• Local residents turn against the extremists in favor of peace and economic development (underway).


This is the toughest one because the threat is pronounced yet may never materialize. The defense agreement with the United States is the backstop against a major event. It is in the best interest of the Philippines to demonstrate an increasing ability to take on her own defense in the event of limited conflict. The direction of the Philippines under this scenario would be to assume more and more of the fighting burden and to relegate the US as far into the background as possible.

What may happen regarding China? In our fictional novel, ala Tom Clancy’s Jack Ryan, we might concoct some scenarios and probabilities as a starting point for refinement based on better data:

  1. The Philippines will win UN arbitration; China will depart from the Philippine Exclusive Economic Zone (“EEZ”) peacefully (likelihood 15%).
  2. The Philippines will win UN arbitration; China will  not depart from the EEZ (likelihood 85%).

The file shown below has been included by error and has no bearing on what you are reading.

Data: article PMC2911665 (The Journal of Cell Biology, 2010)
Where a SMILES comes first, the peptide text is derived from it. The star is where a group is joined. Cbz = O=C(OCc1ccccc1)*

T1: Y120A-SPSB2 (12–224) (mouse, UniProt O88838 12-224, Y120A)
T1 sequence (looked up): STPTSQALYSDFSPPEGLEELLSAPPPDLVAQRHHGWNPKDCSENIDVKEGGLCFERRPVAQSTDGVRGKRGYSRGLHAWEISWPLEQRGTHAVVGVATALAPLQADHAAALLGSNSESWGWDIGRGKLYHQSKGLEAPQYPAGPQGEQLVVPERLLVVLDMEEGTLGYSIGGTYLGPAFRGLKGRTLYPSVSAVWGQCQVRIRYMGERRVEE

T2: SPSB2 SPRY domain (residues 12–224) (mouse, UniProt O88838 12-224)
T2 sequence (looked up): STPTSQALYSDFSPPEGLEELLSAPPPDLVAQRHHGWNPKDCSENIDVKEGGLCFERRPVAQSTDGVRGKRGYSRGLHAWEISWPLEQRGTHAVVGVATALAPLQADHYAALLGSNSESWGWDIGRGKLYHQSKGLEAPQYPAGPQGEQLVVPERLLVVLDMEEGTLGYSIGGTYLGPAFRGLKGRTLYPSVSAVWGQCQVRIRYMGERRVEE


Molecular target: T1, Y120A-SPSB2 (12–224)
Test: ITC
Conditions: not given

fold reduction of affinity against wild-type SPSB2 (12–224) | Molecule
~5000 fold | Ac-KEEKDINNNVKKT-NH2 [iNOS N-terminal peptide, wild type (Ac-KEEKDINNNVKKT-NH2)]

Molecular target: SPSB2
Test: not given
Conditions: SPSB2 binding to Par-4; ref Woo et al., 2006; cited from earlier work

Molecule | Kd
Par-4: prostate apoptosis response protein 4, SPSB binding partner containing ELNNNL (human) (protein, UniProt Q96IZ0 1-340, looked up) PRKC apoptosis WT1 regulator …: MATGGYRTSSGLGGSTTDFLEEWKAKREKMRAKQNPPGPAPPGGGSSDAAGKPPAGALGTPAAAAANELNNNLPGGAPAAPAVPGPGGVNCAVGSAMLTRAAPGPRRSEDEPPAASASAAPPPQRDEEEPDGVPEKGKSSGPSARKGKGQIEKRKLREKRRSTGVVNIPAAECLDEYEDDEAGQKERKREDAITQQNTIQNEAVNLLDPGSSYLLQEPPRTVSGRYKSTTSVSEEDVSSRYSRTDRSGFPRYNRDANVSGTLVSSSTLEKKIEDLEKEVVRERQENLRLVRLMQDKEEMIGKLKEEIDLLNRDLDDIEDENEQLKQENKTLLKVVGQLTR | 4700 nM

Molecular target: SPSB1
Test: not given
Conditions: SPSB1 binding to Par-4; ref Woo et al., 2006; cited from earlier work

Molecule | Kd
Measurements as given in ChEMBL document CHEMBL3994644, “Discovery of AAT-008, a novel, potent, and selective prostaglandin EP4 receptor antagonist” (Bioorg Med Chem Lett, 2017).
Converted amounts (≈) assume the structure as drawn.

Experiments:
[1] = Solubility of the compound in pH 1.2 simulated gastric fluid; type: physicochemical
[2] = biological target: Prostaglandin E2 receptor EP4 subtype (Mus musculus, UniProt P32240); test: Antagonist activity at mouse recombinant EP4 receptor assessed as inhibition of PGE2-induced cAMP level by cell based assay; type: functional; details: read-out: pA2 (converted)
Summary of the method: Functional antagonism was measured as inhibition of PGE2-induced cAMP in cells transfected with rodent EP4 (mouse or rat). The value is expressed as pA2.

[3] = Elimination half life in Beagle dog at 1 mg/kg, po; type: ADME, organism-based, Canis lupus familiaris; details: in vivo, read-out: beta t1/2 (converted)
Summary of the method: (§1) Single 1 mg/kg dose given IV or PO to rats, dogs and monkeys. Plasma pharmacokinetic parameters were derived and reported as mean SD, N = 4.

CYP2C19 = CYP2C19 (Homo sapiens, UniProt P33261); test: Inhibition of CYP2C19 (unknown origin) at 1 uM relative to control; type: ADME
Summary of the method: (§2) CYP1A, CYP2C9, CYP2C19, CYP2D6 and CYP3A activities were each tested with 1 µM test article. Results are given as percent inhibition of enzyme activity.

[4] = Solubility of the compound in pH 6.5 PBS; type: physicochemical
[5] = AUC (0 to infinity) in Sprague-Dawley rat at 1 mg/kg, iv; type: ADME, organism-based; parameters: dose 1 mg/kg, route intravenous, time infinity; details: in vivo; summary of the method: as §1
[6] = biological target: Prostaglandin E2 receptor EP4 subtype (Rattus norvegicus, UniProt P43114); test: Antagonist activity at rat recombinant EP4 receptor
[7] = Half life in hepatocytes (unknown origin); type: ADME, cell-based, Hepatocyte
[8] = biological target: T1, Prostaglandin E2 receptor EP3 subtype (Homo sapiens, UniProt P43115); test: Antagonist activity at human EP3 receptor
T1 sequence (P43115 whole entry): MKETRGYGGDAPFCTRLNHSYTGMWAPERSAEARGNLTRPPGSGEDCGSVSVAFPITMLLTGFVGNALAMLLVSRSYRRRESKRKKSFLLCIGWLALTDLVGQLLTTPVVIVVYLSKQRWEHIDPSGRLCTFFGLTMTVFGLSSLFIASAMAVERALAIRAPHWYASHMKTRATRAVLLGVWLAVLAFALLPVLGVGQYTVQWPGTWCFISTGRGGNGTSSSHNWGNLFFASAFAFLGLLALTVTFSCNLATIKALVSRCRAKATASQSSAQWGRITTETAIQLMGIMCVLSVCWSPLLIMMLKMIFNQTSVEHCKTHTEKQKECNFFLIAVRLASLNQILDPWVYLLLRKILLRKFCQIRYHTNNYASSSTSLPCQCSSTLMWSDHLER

3. China will land troops on unoccupied islands within the EEZ and start building residential or commercial structures (85%)
  4. China will evict Philippine residents and troops from occupied islands within the EEZ and take control of new territory forcibly (5%).
  5. China will block Philippine ships from sailing in parts of the West Philippine Sea (50%).
  6. China will fire warning shots on Philippine ships to block them from sailing (20%).
  7. China will fire on a Philippine ship or ships causing Filipino casualties (5%).
  8. China will occupy the Philippine mainland subsequent to escalation of localized fighting (1%).